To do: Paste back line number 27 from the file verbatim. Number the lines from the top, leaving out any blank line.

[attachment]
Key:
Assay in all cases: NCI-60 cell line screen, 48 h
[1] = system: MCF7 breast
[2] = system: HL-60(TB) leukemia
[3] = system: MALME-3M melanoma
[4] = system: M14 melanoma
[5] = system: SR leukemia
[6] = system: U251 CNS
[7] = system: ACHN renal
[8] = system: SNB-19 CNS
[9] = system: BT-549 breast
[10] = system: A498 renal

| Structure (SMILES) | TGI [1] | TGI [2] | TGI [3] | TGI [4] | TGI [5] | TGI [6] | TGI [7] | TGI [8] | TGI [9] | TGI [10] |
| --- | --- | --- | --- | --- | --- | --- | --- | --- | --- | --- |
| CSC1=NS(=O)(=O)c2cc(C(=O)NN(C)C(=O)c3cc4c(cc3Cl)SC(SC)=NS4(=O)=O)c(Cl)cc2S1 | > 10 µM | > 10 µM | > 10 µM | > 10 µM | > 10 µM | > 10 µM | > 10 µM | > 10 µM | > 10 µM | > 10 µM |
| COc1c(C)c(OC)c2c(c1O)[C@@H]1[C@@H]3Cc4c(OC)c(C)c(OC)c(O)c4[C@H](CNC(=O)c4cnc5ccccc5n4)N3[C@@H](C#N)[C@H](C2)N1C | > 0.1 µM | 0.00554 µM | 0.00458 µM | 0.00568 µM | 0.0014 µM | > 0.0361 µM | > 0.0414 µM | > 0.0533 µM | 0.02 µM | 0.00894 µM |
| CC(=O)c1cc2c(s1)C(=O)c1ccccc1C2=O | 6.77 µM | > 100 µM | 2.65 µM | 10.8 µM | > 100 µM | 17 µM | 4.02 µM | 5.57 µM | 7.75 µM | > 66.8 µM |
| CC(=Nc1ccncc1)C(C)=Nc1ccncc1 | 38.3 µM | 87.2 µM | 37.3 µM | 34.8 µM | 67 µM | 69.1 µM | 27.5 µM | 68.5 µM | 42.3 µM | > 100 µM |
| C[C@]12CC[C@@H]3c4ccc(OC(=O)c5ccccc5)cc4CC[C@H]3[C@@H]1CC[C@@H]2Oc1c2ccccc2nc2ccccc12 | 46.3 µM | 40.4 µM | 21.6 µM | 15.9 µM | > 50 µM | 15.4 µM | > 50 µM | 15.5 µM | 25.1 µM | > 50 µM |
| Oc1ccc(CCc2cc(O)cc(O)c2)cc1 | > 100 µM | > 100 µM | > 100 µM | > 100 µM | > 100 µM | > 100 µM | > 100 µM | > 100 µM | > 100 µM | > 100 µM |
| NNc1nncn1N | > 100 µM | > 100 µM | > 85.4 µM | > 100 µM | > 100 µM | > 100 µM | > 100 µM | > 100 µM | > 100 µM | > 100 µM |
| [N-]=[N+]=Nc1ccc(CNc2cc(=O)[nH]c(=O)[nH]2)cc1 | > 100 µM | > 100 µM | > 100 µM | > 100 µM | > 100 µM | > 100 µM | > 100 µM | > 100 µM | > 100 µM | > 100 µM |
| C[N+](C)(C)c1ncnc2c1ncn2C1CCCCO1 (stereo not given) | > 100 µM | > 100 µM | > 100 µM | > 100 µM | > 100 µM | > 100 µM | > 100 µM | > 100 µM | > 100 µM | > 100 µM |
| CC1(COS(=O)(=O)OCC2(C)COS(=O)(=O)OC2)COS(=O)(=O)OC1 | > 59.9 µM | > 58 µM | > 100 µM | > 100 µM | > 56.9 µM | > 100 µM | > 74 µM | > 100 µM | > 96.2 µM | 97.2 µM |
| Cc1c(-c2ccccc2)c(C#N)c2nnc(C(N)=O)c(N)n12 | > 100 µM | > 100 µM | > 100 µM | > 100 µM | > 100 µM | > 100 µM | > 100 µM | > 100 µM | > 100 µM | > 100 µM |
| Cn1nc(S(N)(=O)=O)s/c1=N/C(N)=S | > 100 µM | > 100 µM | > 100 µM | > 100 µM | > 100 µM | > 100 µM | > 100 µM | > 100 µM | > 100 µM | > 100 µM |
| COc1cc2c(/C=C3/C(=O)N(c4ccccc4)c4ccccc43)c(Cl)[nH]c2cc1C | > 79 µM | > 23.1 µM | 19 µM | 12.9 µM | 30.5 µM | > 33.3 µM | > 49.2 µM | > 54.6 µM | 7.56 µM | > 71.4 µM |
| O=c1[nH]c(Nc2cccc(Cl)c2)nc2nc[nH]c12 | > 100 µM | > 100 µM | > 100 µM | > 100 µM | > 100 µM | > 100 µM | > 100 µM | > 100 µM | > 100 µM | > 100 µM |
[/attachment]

| COc1cc2c(/C=C3/C(=O)N(c4ccccc4)c4ccccc43)c(Cl)[nH]c2cc1C | > 79 µM | > 23.1 µM | 19 µM | 12.9 µM | 30.5 µM | > 33.3 µM | > 49.2 µM | > 54.6 µM | 7.56 µM | > 71.4 µM |